I noticed the first changes about five years ago. My wife called and reminded me to pick up a few things on my way home from school. A student asked me about that letter of recommendation that I had promised. My “across the hall” colleague reminded me that a staff meeting was beginning in about two minutes and that she was looking forward to my presentation.
These first major FAILS of my life were ones I could honestly say that I did not even remember either hearing or promising or knowing. This getting old thing is not for the faint of heart.
This week has certainly been filled with those age-related anxieties: deadlines, notes, remembering how to spell Phoenix. So I fell into my “don’t make a mistake” mode, and it took this weekend’s events for me to realize that I was missing the heart of the institute – the parts that are so much more important.
Just like the goob that I have become, I was too late for the generous ride to the laundry Friday afternoon, so yesterday after four hours of detailed video editing, I set out for 7th and Roosevelt with two bags of unmentionables and some shirts and socks. Easy to find, but once inside, my four decades away from dormitory living were telling.
As I stood there wondering whether Tide or Bounce went into the washer, a middle-aged woman approached me and asked if she could help. I handed her the coins, and she made quick work of pushing the right buttons, sharing which washer did the best job and providing a warning about the dryer settings since my load included cottons and not cotton stuff.
I offered to buy her a soda, but she declined saying that everyone needed a hand every once in a while.
My wife was proud that I did not lose my small town values in the big city. I was just happy that I found my way back to the hotel.
Then this morning, church. I am not the best Catholic. I attend the regular Sunday services and work with Hospice when asked, but I kinda drift off a bit when the sermon topics are irrelevant to the world at large. But this morning, I was caught off guard by my reaction to the mass at St. Mary’s Basilica, a church steeped in tradition and friendship. Songs were sung with gusto. Prayers were offered with sincerity. Handshakes and welcomes were given in the spirit of friendship. I am sure the Franciscan Friars have a lot to do with this, but the extended greetings were sincere; the congregation interested in the obvious visitor to their church.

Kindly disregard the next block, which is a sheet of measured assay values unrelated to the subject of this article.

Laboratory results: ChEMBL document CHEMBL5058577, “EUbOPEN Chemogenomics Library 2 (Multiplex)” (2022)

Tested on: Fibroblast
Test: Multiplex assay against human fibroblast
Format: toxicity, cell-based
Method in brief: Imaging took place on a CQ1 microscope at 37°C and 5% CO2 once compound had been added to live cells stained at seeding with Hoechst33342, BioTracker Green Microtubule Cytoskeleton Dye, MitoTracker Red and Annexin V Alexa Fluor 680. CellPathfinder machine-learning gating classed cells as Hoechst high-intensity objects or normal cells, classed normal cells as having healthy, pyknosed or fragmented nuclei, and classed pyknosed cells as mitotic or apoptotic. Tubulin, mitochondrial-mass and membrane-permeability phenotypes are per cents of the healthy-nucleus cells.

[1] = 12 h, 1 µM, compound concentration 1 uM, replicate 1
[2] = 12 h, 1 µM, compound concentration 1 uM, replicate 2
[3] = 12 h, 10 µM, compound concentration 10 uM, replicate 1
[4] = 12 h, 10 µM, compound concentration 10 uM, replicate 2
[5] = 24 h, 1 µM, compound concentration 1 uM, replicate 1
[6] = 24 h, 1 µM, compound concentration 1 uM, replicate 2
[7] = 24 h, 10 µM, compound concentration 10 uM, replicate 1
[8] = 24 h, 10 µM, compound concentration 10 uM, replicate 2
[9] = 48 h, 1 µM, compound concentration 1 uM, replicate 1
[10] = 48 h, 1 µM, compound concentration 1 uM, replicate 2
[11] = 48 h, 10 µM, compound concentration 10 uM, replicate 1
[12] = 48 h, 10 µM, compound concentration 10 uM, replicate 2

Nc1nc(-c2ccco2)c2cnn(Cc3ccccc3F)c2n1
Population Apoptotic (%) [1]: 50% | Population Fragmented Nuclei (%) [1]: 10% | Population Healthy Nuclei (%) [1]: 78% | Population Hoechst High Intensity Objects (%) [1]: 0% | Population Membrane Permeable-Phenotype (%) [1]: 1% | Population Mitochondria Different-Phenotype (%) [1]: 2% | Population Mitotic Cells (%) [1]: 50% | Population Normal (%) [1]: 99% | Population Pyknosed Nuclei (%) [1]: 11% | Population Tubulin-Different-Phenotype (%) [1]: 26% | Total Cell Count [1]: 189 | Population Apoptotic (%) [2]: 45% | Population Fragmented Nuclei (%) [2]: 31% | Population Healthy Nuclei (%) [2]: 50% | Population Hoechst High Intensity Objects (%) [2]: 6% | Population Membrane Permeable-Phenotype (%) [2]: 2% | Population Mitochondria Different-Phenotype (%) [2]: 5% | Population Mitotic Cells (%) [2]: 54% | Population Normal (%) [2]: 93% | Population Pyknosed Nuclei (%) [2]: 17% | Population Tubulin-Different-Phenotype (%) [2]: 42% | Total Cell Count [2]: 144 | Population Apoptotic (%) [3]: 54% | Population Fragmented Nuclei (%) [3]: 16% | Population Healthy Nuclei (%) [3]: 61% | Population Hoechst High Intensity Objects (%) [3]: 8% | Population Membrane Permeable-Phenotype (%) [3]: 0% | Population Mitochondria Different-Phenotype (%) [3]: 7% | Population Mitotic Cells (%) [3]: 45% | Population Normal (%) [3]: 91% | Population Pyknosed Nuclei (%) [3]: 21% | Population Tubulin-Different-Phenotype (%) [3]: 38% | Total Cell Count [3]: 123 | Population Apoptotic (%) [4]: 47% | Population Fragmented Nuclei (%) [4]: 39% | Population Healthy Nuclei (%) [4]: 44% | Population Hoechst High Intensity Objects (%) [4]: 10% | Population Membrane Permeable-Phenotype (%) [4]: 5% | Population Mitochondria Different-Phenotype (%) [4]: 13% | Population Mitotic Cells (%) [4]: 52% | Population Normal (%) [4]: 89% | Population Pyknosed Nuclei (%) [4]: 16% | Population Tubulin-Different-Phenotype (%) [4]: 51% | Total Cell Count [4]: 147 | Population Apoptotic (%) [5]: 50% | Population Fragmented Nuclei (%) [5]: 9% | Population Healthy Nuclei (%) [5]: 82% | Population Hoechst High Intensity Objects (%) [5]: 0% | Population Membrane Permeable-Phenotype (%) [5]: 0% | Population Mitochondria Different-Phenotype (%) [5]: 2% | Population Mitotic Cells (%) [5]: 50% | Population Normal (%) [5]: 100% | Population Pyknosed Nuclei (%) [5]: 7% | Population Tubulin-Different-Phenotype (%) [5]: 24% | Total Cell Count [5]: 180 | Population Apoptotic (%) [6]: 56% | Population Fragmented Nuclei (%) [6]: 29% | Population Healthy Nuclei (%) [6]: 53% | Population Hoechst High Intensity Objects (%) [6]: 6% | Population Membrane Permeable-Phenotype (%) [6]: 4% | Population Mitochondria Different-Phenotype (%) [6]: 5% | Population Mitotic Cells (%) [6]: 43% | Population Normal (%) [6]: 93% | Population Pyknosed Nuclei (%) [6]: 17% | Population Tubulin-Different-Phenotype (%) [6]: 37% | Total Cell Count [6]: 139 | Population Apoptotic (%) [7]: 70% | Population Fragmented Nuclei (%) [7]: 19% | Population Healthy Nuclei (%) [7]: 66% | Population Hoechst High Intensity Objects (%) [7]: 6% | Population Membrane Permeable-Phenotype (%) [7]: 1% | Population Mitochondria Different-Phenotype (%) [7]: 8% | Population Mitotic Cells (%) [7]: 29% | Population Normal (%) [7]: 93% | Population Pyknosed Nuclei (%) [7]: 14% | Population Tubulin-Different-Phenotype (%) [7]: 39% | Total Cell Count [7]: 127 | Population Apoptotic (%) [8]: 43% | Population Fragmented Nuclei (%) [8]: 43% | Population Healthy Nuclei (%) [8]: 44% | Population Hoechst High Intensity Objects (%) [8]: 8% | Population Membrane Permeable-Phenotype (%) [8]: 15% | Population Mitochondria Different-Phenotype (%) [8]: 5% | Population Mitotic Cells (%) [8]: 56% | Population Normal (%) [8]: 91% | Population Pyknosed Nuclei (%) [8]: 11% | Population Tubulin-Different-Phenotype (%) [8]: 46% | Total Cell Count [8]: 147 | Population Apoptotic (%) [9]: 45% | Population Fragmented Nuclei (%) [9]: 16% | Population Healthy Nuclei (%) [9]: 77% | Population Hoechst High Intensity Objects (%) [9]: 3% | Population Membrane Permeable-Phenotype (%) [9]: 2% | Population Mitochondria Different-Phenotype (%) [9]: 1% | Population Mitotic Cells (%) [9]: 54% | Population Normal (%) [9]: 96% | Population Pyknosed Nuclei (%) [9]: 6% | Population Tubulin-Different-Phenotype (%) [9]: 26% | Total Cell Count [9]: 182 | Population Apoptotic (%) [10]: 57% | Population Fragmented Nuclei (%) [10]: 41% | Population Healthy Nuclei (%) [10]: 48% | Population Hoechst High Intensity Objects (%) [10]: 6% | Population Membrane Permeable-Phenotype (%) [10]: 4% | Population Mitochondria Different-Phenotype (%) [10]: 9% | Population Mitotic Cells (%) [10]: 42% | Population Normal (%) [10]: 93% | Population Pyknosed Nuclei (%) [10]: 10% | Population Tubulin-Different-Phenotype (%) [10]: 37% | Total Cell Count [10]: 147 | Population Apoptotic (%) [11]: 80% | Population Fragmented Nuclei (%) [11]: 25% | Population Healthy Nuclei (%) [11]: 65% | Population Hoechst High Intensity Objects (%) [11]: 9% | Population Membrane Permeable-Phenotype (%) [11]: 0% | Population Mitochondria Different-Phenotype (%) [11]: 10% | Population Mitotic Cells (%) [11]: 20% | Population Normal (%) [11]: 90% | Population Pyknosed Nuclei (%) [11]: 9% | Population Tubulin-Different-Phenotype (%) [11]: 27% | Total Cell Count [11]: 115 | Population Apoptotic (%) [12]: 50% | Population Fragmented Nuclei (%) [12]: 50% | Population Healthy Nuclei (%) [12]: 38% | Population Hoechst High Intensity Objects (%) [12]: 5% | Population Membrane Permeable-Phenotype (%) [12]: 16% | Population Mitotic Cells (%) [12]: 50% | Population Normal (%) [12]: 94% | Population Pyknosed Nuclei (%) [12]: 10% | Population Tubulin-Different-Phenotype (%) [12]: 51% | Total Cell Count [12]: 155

I left though their shaded grotto next to the building, sharing the paths and peacefulness with a local family. The place was quiet even though children were running and laughing and conversations were dotted with various accents. They told me about their community and the faith that kept them together even through the recent difficult economic hard times.
I don’t want to return home to my students with only the results of research and the suggestions of how to improve my lessons. I want to remember the generosity of the Taylor Place cooks who shared their heat handling stories with our team and your tales of journalism experiences that have been the heart and soul of every lesson. I may not be a great note-taker and I certainly admit to the catastrophes that accompany the gray in my beard, but when my students call me Mark Twain, it is because they know that every lesson is framed with a story, which sometimes they remember better than the lesson.
This institute is about us. Advisers. Teachers. Colleagues. People. This weekend has reminded me that it is the personal stories that will travel with me down every road I roam. The data is in the binder, but your passion will surround me when I am far from home, and in my heart, I will always stay forever young.
Bloomsburg High School